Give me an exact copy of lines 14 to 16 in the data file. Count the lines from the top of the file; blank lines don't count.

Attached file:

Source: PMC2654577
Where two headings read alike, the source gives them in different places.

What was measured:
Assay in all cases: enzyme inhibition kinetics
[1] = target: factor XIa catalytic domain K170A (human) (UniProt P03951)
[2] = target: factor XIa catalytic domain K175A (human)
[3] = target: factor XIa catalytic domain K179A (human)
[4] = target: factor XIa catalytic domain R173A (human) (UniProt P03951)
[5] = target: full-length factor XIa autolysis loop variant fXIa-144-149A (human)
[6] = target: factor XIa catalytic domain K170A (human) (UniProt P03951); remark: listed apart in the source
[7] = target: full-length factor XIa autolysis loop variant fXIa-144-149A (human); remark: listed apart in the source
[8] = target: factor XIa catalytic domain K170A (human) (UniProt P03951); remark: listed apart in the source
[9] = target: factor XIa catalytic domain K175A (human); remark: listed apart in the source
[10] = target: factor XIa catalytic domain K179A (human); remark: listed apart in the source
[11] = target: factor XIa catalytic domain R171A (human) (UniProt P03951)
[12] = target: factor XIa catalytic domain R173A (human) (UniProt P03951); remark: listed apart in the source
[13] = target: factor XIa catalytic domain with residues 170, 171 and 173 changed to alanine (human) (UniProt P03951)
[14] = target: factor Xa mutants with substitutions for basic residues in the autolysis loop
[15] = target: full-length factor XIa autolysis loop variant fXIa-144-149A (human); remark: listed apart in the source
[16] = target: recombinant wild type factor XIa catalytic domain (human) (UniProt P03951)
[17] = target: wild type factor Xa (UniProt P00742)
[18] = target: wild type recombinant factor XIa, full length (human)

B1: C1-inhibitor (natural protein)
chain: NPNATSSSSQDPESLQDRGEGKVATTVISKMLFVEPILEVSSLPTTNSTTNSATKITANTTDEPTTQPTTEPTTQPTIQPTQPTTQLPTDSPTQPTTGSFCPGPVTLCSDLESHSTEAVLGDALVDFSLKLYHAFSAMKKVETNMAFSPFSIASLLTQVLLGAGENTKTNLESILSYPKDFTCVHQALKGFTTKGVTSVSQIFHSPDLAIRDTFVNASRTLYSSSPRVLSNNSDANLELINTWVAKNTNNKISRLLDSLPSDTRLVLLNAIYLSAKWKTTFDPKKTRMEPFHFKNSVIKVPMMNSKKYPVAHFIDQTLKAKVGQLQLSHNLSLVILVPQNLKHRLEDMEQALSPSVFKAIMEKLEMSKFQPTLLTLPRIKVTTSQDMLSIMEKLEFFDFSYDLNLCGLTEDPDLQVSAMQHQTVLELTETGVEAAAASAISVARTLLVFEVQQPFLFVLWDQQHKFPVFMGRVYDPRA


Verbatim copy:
[10] = target: factor XIa catalytic domain K179A (human); remark: listed apart in the source
[11] = target: factor XIa catalytic domain R171A (human) (UniProt P03951)
[12] = target: factor XIa catalytic domain R173A (human) (UniProt P03951); remark: listed apart in the source